Honda's withdrawal from Formula One competition is the latest episode in the saga of how the financial crisis is damaging sports.
Does sport without sponsorship mean the ruin of sports business? The financial crisis is hitting companies hard and they are now shifting their sponsoring strategies. Honda is just another in a long line of financial-crisis-related sports casualties.
In November, General Motors dropped their seven-million-dollar per year contract with star golfer Tiger Woods. Golf sees its development threatened by the economic slowdown. Two important tournaments, the European Tour and Golf in Dubai have failed to find sponsorship to date.
NASCAR, merge to resist
Football is also affected. English clubs West Ham and West Bromwich Albion are sponsor-hunting. Insurance giant American International Group (AIG), which sponsors premiership giant Manchester United, says it is reviewing “all of (its) deals to focus on the essential ones”.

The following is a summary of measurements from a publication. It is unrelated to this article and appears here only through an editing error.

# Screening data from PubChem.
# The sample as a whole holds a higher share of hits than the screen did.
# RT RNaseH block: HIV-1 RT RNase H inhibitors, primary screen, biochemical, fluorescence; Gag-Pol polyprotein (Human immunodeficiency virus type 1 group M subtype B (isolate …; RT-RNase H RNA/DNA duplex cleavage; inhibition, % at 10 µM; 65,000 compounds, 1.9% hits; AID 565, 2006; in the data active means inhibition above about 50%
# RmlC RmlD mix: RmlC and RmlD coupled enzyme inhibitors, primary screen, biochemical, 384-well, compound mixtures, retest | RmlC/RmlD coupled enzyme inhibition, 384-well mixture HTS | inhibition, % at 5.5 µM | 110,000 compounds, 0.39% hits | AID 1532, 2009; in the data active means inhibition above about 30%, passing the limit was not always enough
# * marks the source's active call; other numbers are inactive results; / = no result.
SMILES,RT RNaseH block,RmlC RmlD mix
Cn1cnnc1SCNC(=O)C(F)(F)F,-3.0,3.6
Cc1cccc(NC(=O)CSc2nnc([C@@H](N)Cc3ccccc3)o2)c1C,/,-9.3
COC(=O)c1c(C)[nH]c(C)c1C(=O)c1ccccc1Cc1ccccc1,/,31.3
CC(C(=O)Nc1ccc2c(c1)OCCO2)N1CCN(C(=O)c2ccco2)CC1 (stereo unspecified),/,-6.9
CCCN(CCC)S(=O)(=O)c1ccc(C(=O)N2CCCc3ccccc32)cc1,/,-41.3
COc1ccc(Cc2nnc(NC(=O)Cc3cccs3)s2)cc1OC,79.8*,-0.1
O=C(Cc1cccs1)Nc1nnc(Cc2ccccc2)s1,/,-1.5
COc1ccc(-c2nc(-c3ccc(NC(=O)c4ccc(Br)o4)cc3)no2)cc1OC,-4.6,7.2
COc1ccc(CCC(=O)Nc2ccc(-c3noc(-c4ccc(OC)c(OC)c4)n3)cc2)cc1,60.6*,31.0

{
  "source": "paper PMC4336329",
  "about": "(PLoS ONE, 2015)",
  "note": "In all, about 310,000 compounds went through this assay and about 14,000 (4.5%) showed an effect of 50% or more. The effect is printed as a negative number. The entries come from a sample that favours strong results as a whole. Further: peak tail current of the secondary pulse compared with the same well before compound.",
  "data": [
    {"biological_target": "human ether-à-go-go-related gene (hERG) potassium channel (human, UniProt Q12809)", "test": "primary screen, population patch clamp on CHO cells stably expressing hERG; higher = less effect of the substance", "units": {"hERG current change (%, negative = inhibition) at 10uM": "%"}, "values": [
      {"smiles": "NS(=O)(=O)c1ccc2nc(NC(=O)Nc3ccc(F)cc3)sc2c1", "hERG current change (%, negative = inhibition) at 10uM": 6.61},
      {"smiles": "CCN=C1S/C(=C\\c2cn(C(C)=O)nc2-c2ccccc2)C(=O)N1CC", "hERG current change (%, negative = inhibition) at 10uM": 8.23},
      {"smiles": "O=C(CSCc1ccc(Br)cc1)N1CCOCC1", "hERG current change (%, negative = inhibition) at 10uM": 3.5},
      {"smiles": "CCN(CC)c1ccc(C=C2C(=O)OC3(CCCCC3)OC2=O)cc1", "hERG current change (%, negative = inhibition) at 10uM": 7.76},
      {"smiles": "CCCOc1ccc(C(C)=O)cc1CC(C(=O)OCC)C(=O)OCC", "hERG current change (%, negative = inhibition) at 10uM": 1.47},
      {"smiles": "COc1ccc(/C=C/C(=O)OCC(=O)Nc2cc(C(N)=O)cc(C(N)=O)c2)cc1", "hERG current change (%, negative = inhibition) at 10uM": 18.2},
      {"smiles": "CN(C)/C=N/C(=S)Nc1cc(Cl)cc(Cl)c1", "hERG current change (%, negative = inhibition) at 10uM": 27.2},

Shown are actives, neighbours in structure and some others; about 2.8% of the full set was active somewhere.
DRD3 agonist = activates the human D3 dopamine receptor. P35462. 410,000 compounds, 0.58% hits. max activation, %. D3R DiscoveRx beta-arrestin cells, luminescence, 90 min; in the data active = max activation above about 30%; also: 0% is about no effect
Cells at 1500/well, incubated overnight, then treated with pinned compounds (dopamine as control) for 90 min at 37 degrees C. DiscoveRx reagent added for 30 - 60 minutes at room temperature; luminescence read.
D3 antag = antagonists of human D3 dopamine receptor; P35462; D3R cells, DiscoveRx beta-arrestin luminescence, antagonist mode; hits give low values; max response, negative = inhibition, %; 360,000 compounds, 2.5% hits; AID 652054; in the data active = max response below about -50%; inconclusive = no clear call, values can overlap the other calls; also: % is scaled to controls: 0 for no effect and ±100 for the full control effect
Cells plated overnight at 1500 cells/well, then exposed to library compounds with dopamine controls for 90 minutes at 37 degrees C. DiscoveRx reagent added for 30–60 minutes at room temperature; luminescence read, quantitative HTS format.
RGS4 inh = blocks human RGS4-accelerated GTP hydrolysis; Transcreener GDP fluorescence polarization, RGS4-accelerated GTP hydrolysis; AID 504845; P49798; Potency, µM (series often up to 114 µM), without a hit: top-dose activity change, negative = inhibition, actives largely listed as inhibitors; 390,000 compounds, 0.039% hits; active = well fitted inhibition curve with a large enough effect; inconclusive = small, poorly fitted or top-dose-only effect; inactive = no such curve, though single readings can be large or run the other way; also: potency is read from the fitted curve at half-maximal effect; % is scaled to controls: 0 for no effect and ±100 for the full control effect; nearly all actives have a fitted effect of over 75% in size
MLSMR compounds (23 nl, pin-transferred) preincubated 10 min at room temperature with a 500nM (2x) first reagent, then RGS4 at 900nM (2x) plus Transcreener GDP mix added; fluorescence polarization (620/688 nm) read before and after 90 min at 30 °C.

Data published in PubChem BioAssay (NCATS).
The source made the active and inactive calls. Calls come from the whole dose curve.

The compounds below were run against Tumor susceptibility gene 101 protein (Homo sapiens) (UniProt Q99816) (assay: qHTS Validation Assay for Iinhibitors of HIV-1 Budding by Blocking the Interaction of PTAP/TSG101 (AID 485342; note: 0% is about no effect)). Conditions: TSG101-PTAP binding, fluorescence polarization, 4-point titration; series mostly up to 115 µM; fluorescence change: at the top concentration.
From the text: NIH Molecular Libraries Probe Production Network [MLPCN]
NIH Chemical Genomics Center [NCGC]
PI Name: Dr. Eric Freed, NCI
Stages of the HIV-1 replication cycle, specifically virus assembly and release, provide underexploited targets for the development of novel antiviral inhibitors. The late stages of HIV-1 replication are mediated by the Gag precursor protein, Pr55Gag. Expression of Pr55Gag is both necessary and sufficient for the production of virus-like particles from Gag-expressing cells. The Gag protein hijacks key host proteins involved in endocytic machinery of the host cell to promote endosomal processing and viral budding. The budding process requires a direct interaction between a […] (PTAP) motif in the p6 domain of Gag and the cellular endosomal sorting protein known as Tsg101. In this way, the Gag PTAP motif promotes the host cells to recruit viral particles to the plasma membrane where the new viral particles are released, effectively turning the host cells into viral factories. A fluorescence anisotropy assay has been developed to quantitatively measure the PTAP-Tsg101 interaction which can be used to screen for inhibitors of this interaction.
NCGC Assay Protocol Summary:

NASCAR, the popular US stock-car races, have also suffered fund slashes. General Motors is no longer a partner of the circuit, and two of the main teams had to merge to survive.
In the US, finance companies have always been active in sponsoring. William Chipps, a journalist for IEG Sponsorship reports explains “these companies struggle for survival and these partnerships are far from topping their priorities.”
Even the London 2012 Olympics is having a hard time getting sponsorship.
A two-level sponsorship
Wayne DeSabro, president of a research center on sports business in Pennsylvania, explains: “Big sports stars will keep earning lots of money from sponsors. Those that are less-known are more likely to suffer.”
Indeed, the crisis didn’t impede football star Thierry Henry or tennis giant Roger Federer from snagging their latest contract with shaving specialist Gillette. In the end, however, a wider gap between rich and poor sportsmen is what may well be in store.
Date created : 2008-12-05